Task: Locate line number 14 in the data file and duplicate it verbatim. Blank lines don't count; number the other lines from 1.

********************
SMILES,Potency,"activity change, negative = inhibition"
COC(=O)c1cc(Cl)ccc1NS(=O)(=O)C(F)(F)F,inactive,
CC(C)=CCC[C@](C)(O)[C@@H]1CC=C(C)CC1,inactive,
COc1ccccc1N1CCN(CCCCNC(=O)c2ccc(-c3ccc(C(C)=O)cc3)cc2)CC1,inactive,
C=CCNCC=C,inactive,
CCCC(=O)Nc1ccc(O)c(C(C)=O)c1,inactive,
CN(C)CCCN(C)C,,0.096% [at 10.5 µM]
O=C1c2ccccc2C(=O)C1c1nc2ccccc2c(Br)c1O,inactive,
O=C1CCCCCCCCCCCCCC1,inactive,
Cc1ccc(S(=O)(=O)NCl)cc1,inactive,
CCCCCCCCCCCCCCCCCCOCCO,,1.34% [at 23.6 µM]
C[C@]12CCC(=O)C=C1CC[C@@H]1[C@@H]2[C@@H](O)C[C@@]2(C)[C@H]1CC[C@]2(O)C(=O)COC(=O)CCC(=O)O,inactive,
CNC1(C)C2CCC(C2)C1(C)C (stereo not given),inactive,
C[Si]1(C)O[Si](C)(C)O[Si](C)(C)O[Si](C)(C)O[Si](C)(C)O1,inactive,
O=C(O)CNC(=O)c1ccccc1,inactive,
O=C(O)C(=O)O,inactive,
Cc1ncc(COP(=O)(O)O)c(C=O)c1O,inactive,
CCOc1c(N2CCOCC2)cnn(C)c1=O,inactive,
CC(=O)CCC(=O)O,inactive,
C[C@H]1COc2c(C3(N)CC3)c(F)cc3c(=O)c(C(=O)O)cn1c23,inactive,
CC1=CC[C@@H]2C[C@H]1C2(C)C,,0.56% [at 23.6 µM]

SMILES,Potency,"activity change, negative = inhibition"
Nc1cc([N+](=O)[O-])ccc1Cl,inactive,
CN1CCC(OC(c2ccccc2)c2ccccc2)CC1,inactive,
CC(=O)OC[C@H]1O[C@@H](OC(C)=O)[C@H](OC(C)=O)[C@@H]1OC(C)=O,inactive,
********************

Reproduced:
C[Si]1(C)O[Si](C)(C)O[Si](C)(C)O[Si](C)(C)O[Si](C)(C)O1,inactive,